The standard 355 SCD and 255 NCD recorder output configuration is 1 volt full scale. In addition, an output range can be set with the recorder output selection switch located on the back panel (Figure 11). Use a small screwdriver to adjust the switch to the proper position for your integrator or data system. To check that the recorder cable has been properly connected to the integrator or data system, set the integrator to a high sensitivity setting (e.g. attenuation of x 1) and plot the background signal. Use the Output Offset to decrease the Detector baseline. If the recorder cable is connected correctly, the baseline will shift in response to changes in the Output Offset. If the polarity of the connection is incorrect, a negative response will be observed when the baseline is increased, and vice versa. Switch the polarity of the wires to correct this problem. If no response is observed, re-check the signal connections and repeat the test. Contact Agilent if there is no data system response after completion of this test.

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Detector Interface Setup


Initial Checkout
Careful attention to eliminating leaks in the Detector interface will lead to better Detector sensitivity and easier troubleshooting if problems develop.
1 Check that the gas connections have been made correctly and that they are

tight.
2 Plug the 3-prong connector for power on the Controller into a 100-volt,

50/60 Hz, 115-volt, 50/60-Hz or 230-volt, 50/60 Hz AC outlet.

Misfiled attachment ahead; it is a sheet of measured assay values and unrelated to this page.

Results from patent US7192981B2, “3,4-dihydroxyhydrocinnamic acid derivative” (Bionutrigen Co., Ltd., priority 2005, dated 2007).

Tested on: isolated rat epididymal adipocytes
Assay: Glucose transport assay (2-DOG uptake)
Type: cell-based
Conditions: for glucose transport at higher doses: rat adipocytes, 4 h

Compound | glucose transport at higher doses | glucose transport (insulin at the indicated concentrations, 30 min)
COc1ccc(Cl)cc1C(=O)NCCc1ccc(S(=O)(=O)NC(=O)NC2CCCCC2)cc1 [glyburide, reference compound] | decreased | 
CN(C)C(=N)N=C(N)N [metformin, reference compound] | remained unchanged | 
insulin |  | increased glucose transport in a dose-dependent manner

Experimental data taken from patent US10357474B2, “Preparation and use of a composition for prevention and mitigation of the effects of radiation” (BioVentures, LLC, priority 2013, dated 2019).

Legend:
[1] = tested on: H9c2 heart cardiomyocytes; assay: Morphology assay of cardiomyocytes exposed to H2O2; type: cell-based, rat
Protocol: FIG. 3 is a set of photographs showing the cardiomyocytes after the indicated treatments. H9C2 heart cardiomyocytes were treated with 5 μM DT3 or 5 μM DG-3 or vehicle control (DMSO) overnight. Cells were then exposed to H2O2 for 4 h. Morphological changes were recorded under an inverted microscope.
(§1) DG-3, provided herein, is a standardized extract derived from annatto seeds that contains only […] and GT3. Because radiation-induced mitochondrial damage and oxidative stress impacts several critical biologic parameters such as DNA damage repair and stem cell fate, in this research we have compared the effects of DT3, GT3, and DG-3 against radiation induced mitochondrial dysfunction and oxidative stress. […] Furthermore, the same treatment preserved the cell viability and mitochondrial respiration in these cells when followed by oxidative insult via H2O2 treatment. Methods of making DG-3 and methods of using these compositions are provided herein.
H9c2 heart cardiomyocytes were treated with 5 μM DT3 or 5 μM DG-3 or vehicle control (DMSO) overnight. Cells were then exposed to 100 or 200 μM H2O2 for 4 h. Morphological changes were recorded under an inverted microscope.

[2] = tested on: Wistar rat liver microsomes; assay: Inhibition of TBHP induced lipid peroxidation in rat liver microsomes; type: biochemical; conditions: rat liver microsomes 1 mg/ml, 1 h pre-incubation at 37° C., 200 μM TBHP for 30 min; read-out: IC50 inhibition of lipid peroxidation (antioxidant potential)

3 Connect the oxidant delivery line to the oxidant inlet nut on the Burner.

Leave the heater cable disconnected and the thermocouple plugged in.
4 Connect the black PFA transfer line from the Detector to the top of the

Burner (see Figure 1 and/or Figure 2).


5 Turn on the Controller, the Detector power, and the vacuum pump. 6 Let the system pump down to a stable pressure (~5 minutes). 7 Read the pressure from the LCD display on the Controller. It should be <30

torr, with higher pressures observed for packed or megabore columns due to the higher column flow. Record this pressure for reference. Pressure of Burner with column flow but without hydrogen and oxidant flow to Burner:_________ torr The reaction cell pressure on the Detector should be less than 5 torr (10 with oil-free pump).
8 If pressure readings are not within the above specifications, then there are

leaks in the system. Leak check all positive pressure points (swage nuts, tees, crosses) with SNOOP or a leak Detector. Tighten fittings if necessary and recheck the pressure. Confirm that the Burner fittings (oxidant inlet nut, tee, and hydrogen nut) are strongly hand-tightened. If necessary, tighten the gas delivery lines and transfer line. If pressure readings are still high, contact Agilent for service.

WA RN ING

Do not overtighten! Overtightening the fittings on the ceramic tubes can cause the tubes to break. Vespel ferrules that are greatly distorted by overtightening cannot be used again.